A Bachelor Until Age 66!
Melvin Rosenberg was born on December 28, 1927 in Chicago to Lester Rosenberg and Rita Shain, who had also both been born in Chicago. Lester worked at the post office, and Rita cared for their three children: Audrey, Melvin and Wanda. Rita never worked outside the home except during the war years, when she took a job at a candy factory.
Melvin graduated from grade school and went on to high school, where he took as many business classes as he could. When he graduated, he got a job in the office of a knitting mill. After the war broke out, he joined the navy, but he was eventually discharged due to stomach problems. Melvin had various jobs throughout his life and usually worked in shipping and receiving, as an order-filler, a stock clerk, or in maintenance.
In 1950, he decided to go on a “working vacation,” and traveled through Iowa, South Dakota and Wyoming for three months, picking up jobs as he went. It was a “stand-out time” in his life, he says, and talks about his travels frequently, even now. When the three month stint was over, he was tempted to extend it, but he was worried about his mother, so he made his way back home. On the day he returned to Chicago, he discovered that it was his younger sister, Wanda’s, wedding day!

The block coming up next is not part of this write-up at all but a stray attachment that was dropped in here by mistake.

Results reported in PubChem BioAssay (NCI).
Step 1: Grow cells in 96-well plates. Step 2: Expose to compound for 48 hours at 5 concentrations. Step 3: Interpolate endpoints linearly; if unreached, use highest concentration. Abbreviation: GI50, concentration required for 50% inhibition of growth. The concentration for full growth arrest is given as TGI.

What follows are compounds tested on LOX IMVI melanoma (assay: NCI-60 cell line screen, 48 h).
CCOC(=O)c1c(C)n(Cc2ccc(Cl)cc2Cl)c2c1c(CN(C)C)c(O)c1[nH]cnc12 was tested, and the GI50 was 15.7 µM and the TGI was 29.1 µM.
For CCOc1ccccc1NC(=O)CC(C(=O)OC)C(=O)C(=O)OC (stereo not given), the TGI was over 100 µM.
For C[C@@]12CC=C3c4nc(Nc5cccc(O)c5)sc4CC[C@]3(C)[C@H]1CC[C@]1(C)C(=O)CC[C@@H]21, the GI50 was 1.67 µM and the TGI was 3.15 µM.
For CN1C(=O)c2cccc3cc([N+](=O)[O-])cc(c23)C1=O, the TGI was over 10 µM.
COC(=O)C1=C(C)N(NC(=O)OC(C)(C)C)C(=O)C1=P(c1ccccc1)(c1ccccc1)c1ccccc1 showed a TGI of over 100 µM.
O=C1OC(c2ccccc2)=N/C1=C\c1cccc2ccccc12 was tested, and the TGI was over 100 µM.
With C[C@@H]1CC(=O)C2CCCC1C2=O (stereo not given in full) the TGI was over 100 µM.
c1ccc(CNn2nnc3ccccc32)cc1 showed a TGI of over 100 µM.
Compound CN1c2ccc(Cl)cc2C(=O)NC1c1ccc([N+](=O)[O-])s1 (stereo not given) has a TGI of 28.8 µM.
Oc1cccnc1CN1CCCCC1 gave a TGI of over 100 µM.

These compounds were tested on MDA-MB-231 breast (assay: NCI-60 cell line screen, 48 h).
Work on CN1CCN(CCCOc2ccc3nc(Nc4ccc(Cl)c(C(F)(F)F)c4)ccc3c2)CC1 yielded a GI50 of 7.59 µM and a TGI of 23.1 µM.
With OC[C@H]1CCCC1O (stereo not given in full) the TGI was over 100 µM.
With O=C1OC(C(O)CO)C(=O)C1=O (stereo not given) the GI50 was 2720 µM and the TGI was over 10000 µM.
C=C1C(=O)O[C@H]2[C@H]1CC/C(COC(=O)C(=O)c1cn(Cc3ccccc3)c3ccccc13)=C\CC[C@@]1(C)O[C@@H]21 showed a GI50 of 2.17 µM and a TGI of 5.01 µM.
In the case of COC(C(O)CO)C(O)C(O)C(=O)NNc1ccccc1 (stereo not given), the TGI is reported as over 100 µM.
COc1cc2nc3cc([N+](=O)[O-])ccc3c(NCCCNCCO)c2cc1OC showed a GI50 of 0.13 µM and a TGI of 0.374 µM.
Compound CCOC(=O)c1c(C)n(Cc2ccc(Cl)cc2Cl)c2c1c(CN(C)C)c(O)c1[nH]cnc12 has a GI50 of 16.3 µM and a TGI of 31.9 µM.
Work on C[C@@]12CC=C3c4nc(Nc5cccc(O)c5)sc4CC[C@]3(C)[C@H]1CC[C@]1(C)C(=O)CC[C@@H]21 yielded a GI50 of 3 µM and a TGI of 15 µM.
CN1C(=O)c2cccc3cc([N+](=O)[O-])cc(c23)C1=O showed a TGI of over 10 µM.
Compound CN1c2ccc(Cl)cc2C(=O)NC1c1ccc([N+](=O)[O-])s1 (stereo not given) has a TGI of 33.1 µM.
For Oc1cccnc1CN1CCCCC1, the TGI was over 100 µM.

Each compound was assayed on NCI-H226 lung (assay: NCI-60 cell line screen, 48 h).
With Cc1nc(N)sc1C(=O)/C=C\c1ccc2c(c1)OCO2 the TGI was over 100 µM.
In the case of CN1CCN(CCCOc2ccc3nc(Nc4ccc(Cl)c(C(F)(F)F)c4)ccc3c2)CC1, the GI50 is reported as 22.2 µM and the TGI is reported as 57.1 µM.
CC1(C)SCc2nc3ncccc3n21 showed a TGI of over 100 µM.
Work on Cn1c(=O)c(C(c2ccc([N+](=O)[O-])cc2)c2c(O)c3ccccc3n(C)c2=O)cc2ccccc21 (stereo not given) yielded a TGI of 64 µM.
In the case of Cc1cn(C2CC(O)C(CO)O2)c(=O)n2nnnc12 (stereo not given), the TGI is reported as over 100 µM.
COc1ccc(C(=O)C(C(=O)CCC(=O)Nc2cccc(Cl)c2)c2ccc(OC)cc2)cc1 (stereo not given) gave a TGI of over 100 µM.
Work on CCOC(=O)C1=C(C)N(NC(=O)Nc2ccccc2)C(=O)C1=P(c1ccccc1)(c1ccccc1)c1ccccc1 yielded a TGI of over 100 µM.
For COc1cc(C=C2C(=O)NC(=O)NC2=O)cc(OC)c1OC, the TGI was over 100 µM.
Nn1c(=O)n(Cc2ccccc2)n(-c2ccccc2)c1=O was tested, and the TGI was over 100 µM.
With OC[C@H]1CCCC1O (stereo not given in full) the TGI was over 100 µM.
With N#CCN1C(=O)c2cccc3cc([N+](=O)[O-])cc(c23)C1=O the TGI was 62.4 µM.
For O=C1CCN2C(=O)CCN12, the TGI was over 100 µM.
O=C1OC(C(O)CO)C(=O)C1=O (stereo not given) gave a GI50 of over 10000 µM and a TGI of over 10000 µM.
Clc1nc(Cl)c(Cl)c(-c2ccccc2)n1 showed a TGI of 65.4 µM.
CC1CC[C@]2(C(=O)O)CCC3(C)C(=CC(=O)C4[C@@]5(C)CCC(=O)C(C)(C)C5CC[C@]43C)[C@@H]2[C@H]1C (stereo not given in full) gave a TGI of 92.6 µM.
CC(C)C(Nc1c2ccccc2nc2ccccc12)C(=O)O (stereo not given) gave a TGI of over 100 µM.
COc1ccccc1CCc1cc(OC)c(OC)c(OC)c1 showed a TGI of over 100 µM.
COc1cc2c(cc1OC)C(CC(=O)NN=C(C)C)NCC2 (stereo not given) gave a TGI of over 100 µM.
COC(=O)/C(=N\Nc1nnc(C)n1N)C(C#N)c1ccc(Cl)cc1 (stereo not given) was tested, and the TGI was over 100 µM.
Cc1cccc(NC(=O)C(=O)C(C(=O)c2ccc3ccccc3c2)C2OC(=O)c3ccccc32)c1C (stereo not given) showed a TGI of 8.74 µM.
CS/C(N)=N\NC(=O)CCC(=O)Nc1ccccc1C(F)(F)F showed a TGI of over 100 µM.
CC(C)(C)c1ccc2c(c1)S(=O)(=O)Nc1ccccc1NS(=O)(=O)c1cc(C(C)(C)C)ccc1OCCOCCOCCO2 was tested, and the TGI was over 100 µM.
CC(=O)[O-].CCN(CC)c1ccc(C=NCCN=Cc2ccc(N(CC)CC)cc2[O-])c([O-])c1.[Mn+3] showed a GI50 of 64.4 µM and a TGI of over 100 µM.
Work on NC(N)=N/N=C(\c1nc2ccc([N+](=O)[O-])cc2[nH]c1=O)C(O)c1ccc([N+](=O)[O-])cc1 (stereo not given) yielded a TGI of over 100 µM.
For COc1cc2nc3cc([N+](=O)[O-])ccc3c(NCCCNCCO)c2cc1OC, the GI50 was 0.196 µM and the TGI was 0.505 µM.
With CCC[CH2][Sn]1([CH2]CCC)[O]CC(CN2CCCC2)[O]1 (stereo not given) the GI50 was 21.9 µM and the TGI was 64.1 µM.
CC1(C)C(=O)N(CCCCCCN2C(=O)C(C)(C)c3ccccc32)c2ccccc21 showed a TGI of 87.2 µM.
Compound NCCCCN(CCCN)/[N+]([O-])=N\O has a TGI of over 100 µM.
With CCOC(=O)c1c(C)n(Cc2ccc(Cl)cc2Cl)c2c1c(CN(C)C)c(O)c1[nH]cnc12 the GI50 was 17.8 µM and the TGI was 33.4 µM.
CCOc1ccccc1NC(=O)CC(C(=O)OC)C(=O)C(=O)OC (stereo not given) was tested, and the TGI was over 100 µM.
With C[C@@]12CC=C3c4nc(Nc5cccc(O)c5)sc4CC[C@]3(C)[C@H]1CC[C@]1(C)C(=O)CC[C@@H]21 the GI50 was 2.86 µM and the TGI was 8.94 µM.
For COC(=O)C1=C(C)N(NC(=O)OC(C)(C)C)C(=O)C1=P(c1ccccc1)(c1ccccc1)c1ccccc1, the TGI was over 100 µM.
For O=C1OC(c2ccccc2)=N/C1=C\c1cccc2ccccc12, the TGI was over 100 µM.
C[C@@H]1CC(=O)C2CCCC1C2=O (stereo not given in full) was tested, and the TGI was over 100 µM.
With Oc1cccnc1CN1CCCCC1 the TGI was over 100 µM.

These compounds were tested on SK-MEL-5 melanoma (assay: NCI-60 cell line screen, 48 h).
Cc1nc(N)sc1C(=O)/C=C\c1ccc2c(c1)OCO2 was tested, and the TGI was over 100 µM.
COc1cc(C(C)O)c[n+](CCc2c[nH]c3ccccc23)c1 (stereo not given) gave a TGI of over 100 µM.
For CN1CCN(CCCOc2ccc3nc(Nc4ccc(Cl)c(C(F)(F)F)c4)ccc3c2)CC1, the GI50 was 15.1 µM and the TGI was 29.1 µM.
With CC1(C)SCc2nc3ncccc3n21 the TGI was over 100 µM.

Melvin also discovered that there was a letter waiting for him from the army, telling him to report for duty for the Korean War. He then had to try to explain to the draft board that he had already served in the army during WWII, but that he had been discharged due to poor health. He was eventually successful in clearing the matter up and then proceeded to get various jobs around the city of the type he had had before.
Melvin never married as a young man, he says, because he “never found the right woman.” He loved making things with his hands, going on trips, and playing poker and bingo. He also loved to cook, a skill he learned from his mother, whom he lived with on the northwest side until she died at age 93. Rita was still cooking up to the age of ninety, though, says Melvin, and over the years, she taught him how to cook many of her specialties. His older sister, Audrey, passed away when she was in her fifties from lung cancer, and Wanda had moved away shortly after her marriage. So when his mother died, Melvin was left on his own.